I am a sociologist who studies inequalities in information and knowledge and the implications of these inequalities for people's lives. My areas of focus are the sociology of knowledge and information, inequality, health, science, and network analysis.

My dissertation looks at inequalities in knowledge. It examines at what people know, across all domains of knowledge (e.g. health, religion, sports, history), and how this knowledge is affected by class, gender and race. Specifically, I pursue this by grouping knowledge domains into categories of social significance, and analyzing the distribution of correct factual knowledge in each of these domains by gender, class, and race/ethnicity.

At the relational level, who takes the credit for the creation of new knowledge? To look at this, I collaborate on the Eigenfactor project to study the impact of gender on academic publishing (with Carl Bergstrom, Jevin West, Shelley Correll, and Jennifer Jacquet). We have analyzed the relationship between gender and author order, finding that women are underrepresented as sole authors and in the prestige positions of first and last author. Our second paper examines gender and self-citation, finding that men are 57% more likely to cite their own previous academic work than women. This line of research has been covered by Nature News, The Washington Post, The Times of London, and The Chronicle of Higher Education, among others.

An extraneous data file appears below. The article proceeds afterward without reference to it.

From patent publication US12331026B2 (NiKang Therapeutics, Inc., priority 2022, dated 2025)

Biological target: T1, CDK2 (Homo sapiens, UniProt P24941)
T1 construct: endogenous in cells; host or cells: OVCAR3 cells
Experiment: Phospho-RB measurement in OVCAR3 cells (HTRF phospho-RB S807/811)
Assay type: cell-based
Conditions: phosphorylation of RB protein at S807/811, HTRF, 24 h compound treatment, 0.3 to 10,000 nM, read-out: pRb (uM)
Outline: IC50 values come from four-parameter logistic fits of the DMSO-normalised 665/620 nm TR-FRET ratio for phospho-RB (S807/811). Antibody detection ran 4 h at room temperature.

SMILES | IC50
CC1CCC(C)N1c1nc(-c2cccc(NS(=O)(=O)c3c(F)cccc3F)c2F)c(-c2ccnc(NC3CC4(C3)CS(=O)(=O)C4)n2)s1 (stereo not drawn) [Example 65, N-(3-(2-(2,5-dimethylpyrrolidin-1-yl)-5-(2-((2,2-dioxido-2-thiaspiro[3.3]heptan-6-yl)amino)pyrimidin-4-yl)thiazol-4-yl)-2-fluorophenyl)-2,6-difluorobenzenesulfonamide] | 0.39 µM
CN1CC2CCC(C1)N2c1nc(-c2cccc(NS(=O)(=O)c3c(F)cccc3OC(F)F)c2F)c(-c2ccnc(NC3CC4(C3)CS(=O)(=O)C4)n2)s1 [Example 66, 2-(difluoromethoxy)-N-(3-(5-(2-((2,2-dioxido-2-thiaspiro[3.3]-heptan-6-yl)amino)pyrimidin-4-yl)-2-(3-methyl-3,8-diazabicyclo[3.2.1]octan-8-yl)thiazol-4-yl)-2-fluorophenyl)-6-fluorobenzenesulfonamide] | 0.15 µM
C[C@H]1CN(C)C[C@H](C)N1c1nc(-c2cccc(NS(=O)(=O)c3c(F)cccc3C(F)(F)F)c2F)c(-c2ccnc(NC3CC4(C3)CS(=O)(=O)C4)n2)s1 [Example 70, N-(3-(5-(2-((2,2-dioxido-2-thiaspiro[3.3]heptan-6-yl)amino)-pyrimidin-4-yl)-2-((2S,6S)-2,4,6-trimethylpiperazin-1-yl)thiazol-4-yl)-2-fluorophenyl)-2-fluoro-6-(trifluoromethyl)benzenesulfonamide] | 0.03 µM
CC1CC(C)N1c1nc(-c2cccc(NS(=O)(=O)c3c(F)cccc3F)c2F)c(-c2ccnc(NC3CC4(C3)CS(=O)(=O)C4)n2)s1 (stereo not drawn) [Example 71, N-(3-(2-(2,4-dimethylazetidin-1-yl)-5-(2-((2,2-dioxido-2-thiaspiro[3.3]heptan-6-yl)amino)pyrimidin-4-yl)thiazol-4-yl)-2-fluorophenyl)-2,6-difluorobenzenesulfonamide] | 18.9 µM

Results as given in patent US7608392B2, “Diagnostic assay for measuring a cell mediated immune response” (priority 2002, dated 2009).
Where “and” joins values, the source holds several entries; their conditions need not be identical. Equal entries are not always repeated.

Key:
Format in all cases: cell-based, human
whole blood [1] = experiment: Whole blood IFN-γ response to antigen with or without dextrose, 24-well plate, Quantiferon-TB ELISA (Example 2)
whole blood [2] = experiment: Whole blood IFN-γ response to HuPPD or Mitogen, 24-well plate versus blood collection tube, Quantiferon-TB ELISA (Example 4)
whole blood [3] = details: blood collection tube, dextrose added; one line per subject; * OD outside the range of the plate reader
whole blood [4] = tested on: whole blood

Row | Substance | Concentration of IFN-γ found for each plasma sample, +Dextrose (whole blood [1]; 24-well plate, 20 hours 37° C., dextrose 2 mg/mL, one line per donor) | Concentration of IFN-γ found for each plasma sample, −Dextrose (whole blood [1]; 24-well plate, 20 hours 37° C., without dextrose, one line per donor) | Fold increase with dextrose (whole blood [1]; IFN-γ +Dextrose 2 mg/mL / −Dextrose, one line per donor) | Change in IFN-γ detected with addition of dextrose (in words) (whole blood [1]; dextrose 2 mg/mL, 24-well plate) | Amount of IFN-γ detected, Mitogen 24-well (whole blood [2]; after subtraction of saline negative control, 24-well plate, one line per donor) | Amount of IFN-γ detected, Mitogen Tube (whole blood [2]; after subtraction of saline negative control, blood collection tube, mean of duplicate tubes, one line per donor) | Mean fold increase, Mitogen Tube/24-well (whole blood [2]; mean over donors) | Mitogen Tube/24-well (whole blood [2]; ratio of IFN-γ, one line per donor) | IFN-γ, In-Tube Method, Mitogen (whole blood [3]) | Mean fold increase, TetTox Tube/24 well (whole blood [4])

Before returning to school, I worked as a research assistant with the Care Management Plus team in the Department of Medical Informatics at Oregon Health and Science University. 
Our research focused on clinical team structures and information technologies that support higher quality, lower cost health care for patients with chronic conditions. I also worked with the Oregon Health Information Technology Center to develop curricula and training materials for practitioners around new federal requirements. I hold a B.A. in Biology from Reed College, as well as a M.A. in Sociology from Stanford University.